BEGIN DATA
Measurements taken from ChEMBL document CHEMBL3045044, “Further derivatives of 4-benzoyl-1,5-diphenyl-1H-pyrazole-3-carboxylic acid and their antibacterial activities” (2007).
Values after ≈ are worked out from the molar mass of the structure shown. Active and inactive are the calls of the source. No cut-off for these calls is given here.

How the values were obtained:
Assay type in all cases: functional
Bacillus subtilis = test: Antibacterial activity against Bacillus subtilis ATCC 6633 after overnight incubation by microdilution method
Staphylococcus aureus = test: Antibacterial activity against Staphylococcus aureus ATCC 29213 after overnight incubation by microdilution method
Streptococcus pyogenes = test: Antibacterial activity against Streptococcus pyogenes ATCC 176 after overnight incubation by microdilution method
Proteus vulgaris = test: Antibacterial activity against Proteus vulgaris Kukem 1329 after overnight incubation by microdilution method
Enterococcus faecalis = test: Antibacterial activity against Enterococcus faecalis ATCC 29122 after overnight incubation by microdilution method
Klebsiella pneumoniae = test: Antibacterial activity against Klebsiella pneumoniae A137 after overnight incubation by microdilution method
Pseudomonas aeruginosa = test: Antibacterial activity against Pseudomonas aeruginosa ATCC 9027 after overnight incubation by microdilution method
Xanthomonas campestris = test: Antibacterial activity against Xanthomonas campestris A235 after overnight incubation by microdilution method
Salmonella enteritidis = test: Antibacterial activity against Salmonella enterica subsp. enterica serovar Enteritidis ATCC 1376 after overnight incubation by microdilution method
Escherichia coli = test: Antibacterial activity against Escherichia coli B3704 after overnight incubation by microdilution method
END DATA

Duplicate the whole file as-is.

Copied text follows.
Measurements taken from ChEMBL document CHEMBL3045044, “Further derivatives of 4-benzoyl-1,5-diphenyl-1H-pyrazole-3-carboxylic acid and their antibacterial activities” (2007).
Values after ≈ are worked out from the molar mass of the structure shown. Active and inactive are the calls of the source. No cut-off for these calls is given here.

How the values were obtained:
Assay type in all cases: functional
Bacillus subtilis = test: Antibacterial activity against Bacillus subtilis ATCC 6633 after overnight incubation by microdilution method
Staphylococcus aureus = test: Antibacterial activity against Staphylococcus aureus ATCC 29213 after overnight incubation by microdilution method
Streptococcus pyogenes = test: Antibacterial activity against Streptococcus pyogenes ATCC 176 after overnight incubation by microdilution method
Proteus vulgaris = test: Antibacterial activity against Proteus vulgaris Kukem 1329 after overnight incubation by microdilution method
Enterococcus faecalis = test: Antibacterial activity against Enterococcus faecalis ATCC 29122 after overnight incubation by microdilution method
Klebsiella pneumoniae = test: Antibacterial activity against Klebsiella pneumoniae A137 after overnight incubation by microdilution method
Pseudomonas aeruginosa = test: Antibacterial activity against Pseudomonas aeruginosa ATCC 9027 after overnight incubation by microdilution method
Xanthomonas campestris = test: Antibacterial activity against Xanthomonas campestris A235 after overnight incubation by microdilution method
Salmonella enteritidis = test: Antibacterial activity against Salmonella enterica subsp. enterica serovar Enteritidis ATCC 1376 after overnight incubation by microdilution method
Escherichia coli = test: Antibacterial activity against Escherichia coli B3704 after overnight incubation by microdilution method